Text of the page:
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The Most Influential People in Sports Business in 2021

MEASURING INFLUENCE

As the economic recovery continues across the sports business, the definition of influence in the industry is evolving. The growth of sports betting and cryptocurrency is evidence of that. In 2021, the importance of mental health emerged as a major storyline, and calling out abuse of those in power resulted in much change across one league.

These aspects of the sports industry are reflected in our 2021 list of the Most Influential People in Sports Business. After not including rankings in 2020 — a nod to the tumultuous year — we return to a ranking, but unlike what we undertook in the past.

In the pages ahead, you will find our No. 1 overall ranking along with top influencers in categories ranging from industry drivers to media influencers. Within the seven categories are individuals and groups whose influence was noteworthy in 2021. 

Stories by Mark J. Burns, Josh Carpenter, Ben Fischer, Bill King, Terry Lefton, Bret McCormick, Liz Mullen, John Ourand, Chris Smith, Michael Smith and Adam Stern.

No. 1 Most Influential Person in Sports Business

Dealmakers

Athlete Influencers

Industry Drivers

Labor Leaders

Media Influencers

Sports Property Influencers

Team Influencers

Past No. 1 rankings: 2004 — Paul Tagliabue (NFL); 2005, 2006, 2008 — George Bodenheimer (ESPN/ABC); 2007 — Brian Roberts (Comcast); 2009 — Jacques Rogge (IOC); 2010, 2019 — Roger Goodell (NFL); 2011 — Steve Burke (NBCUniversal); 2012 — John Skipper (ESPN); 2013 — Randy Freer / Eric Shanks (Fox Sports); 2014, 2016 — Adam Silver (NBA); 2015. — Bob Iger (Disney); 2017 — Donald Trump; 2018 — The American Sports Gambler; 2021 — Michael Rubin (Fanatics).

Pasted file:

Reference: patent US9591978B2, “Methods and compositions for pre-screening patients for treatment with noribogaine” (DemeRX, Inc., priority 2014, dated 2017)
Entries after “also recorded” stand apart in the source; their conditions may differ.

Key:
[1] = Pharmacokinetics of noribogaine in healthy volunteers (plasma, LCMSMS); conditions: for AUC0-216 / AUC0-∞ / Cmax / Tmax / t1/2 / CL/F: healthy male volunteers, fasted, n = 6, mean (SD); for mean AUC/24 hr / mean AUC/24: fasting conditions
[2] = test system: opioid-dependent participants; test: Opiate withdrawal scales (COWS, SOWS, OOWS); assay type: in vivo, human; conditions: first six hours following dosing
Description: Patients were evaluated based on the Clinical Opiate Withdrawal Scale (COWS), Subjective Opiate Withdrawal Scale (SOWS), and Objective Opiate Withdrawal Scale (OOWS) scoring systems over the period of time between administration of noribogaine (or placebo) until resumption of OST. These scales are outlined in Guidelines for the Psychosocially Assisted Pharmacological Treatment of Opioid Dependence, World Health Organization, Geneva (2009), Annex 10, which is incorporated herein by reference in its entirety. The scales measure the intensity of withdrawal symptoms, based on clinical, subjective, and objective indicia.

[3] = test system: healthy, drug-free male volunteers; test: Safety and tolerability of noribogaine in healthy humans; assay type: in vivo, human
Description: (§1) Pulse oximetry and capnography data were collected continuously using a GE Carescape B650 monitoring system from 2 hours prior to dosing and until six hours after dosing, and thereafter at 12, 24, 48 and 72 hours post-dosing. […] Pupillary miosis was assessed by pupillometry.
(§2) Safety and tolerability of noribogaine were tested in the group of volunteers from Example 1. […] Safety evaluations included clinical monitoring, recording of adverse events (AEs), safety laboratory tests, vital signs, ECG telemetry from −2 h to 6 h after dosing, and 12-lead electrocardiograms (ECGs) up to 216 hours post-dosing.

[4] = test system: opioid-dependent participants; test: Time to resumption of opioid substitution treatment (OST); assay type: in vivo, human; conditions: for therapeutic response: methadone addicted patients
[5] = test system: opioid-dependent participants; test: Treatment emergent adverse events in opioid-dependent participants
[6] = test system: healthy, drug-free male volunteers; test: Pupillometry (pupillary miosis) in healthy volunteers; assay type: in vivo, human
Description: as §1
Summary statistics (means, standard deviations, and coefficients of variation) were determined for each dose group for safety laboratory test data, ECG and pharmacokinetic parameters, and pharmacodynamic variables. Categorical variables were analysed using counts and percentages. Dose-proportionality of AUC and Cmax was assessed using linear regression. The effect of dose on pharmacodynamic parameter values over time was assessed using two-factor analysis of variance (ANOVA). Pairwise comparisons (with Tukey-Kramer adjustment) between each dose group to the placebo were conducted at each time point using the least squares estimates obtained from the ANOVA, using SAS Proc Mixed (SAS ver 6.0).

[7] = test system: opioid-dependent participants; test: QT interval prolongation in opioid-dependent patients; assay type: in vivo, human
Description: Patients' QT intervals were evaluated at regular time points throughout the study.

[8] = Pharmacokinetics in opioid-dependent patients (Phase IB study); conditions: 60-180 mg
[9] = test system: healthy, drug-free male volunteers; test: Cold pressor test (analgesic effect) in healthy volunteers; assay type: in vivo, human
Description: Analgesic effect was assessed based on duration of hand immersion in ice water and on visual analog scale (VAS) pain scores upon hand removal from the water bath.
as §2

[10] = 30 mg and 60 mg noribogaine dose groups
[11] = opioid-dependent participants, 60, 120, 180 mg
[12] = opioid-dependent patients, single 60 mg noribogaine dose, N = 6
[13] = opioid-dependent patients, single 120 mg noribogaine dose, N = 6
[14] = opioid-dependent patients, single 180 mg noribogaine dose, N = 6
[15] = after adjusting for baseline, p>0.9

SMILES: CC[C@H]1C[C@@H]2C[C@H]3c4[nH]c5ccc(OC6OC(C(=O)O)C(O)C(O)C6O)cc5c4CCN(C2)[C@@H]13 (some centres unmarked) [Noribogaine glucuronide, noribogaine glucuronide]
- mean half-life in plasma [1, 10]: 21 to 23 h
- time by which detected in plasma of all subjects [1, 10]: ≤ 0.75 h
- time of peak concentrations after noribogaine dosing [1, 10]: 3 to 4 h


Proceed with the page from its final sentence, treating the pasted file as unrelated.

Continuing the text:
Note: 2020 list was not ranked.

SBJ Spotlight: TikTok’s threat to traditional sports media

While tech companies are consumed with finding ways to compete with TikTok, almost no one in conventional media “spends any time talking about it,” said Recode senior correspondent Peter Kafka in an Spotlight interview with SBJ’s John Ourand. “To me, that’s just an obvious disconnect.” Kafka authored a recent column headlined, “It’s TikTok’s world. Can TV live in it?” He said the main response to TikTok’s growth from traditional media execs has been to “punt and hope it’s someone else’s problem a quarter from now or two years from now.” But Kafka said that ignores the trend of conventional broadcast audiences growing older while a billion younger consumers spend most of their media time watching short video after short video. “If you’re in the business of getting anyone under the age of 30 to look at what you’re putting on a screen, you have to think about the fact that you’re probably asking them to put down TikTok and watch your thing instead,” said Kafka. “That’s a very difficult ask. … [TikTok] is insanely addictive.”

SBJ Morning Buzzcast: June 29, 2022

BioSteel makes a major move with the NHL, while the USFL looks for additional investors.

SBJ Unpacks: Thaddeus Young, NBA forward and venture capitalist

SBJ's Austin Karp posted up with NBA power forward Thaddeus Young. The 15-year veteran discussed his venture capital strategy, his investment in technology and much more.

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